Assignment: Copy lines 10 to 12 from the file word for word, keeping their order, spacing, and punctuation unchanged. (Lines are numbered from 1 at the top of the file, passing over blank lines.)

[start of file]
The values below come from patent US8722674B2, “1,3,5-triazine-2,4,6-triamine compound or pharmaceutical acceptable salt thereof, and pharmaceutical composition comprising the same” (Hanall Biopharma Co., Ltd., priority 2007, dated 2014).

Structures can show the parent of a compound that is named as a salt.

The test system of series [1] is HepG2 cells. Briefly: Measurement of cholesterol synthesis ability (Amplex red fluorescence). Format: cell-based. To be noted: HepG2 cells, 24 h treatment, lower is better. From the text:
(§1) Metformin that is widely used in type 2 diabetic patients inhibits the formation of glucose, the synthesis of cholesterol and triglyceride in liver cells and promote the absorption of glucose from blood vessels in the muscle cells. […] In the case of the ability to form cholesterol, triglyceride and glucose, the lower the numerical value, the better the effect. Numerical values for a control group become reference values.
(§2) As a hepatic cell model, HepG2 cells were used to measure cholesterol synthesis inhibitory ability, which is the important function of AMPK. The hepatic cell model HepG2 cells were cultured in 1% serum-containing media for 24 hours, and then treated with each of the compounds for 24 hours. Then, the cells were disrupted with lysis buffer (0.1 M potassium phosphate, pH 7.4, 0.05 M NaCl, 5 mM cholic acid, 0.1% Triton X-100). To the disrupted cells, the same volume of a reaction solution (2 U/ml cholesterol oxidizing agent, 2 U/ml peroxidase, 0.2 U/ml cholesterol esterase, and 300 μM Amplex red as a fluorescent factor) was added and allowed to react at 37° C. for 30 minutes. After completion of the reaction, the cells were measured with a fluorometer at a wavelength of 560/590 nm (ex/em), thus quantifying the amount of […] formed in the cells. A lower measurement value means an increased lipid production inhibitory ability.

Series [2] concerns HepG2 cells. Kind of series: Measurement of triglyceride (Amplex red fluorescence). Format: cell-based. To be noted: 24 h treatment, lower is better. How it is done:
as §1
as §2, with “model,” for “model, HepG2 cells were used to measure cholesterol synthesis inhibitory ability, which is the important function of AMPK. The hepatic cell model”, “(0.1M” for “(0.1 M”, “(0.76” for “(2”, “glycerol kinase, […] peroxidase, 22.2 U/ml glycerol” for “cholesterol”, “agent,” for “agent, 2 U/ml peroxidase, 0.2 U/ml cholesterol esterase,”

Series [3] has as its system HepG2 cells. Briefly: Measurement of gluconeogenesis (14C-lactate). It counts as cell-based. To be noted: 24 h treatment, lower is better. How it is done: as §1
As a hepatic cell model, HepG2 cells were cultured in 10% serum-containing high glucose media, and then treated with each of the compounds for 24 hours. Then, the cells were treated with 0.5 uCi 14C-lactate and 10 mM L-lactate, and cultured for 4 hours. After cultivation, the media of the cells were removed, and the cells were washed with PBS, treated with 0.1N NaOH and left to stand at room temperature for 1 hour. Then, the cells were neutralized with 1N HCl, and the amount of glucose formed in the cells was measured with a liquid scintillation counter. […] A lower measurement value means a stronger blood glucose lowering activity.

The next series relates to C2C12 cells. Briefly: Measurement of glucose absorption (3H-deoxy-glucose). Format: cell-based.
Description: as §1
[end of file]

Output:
As a hepatic cell model, HepG2 cells were cultured in 10% serum-containing high glucose media, and then treated with each of the compounds for 24 hours. Then, the cells were treated with 0.5 uCi 14C-lactate and 10 mM L-lactate, and cultured for 4 hours. After cultivation, the media of the cells were removed, and the cells were washed with PBS, treated with 0.1N NaOH and left to stand at room temperature for 1 hour. Then, the cells were neutralized with 1N HCl, and the amount of glucose formed in the cells was measured with a liquid scintillation counter. […] A lower measurement value means a stronger blood glucose lowering activity.

The next series relates to C2C12 cells. Briefly: Measurement of glucose absorption (3H-deoxy-glucose). Format: cell-based.
Description: as §1